I had the chance to read another great Craft & Vision production called (micro)STOCK: From Passion to Paycheck by Nicole S. Young. If you want to know more about getting into stock photography this is a great book to get, and at $5 you really can’t go wrong.
I was really interested in this book as I’ve wanted to get into stock photography for some time now and have actually submitted some of my work to several microstock sites. My experience wasn’t the greatest and at iStockphoto (which is the site highlighted in this book) I didn’t even make the cut and I had all but given up on ever attempting stock photography again.
It can definitely be frustrating when you are just starting out and this book doesn’t mince words on that which I think is its strong suit. So many books out there glamorize stock photography and fail to mention that it takes hard work, dedication and an eye for what sells as stock. This book will definitely start you out on the right foot and path.
The author starts by defining what stock photography is and the two different types of stock; rights-managed (RM) and royalty-free (RF). This is followed by a little history on how microstock has changed the photography industry and how it’s evolved over the years.
When you consider getting into microstock you should consider how your images will be used. This gets you thinking about how the types and kinds of images you like to shoot can play out in a commercial setting. The author talks about this and the fact that often you will never know how your images are being used.
Throughout the book are case studies with several stock photography shooters as well as the story of the author herself. I think these really add to the book and give you a feel for what is possible. Yes, there are people out there making a living at stock photography.
A good portion of this 48 page book is on how to create quality content. This book isn’t a step by step guide on how to be successful at stock photography so if you like the paint-by-number type books this one probably won’t be high on your list. But, this book does offer up lots of important tips on creating the kinds of images that will be accepted and make sales.
A fair amount of time is spent talking about finding your own personal niche and as cliché as that may sound its true. If you are just shooting to make money you probably won’t go very far. Notice that the title of the book includes “From Passion to Paycheck” and that is really emphasized here. You have to feel good about the images you are shooting and shoot what you love. But at the same time the author points out that there is a fine balance between shooting what you love and making a few dollars. I found this section of the book to be quite interesting and thought provoking.
There are plenty of tips and advice in this book on how to create compelling and industry ready images and I found these tips to be very useful and plan to use them when I give stock photography another go. Part of the issues I had before was that several of my initial submissions did not meet image requirements. There is an entire section of this book dedicated to explaining how to inspect your images so that you avoid rejection. Things like artifacting and noise are talked about among other things with advice on how to correct these issues. This alone is worth the price of the book.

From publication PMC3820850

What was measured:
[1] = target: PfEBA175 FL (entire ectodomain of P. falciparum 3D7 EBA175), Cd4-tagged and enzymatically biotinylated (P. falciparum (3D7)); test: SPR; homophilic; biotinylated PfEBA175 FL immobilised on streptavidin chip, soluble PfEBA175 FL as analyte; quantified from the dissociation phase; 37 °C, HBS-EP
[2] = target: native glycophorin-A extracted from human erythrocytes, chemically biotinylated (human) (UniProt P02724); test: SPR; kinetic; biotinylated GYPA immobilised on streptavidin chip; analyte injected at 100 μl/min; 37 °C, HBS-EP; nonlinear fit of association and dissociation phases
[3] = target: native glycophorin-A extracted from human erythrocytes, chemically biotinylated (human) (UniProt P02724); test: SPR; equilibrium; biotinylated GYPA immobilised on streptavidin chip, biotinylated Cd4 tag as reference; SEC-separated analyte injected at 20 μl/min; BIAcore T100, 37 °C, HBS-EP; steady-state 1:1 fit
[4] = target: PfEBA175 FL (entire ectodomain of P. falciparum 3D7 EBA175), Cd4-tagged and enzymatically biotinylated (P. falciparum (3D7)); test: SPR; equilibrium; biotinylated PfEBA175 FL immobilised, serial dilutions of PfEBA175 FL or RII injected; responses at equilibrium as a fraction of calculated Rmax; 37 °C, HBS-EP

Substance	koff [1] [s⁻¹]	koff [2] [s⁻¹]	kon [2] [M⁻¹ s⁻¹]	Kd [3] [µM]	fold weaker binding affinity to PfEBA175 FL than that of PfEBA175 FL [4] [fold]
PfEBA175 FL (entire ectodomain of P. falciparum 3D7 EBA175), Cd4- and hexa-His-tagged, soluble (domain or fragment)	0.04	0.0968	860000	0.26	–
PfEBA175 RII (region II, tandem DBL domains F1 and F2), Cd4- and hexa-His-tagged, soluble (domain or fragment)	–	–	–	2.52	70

The book concludes with some real down to earth “this is the reality folks” talk that I really appreciated. It’s so easy to get caught up in the notion that all you have to do is upload some images you have laying around and start making loads of cash. The author talks about and answers the question of “can stock photographers really be successful?” It’s a great conclusion to the book which I think anyone considering getting into stock photography should read.
It’s not depressing or tries to dissuade one from pursuing stock but it does inject some realities namely that it takes hard work and time to get to a level where you are making good money. In other words, don’t quit your day job.
At the very end is a short section that poses and tries to answer the question of “Is Microstock Sustainable?” The author is very upfront in voicing her thoughts on that question and it’s interesting to read that while she thinks things are getting more competitive she doesn’t see this industry disappearing any time soon. That’s good news to hear for anyone interested in pursuing stock photography.
If you are interested in getting into stock photography like I am then this book is a great introduction into that world. And for $5 you really can’t miss. For a limited time you can get the book for $4 by using the code MICRO4 at checkout (and if you buy 5 or more e-books and use code MICRO20 you get 20% off). Codes expire at 11:59pm PST June 11, 2011. If you do pick the book up I’d be interested in hearing your own thoughts on it.
If you enjoyed this article consider sharing it with a friend. You can also stay up to date with all future posts by signing up to receive the RSS Feed.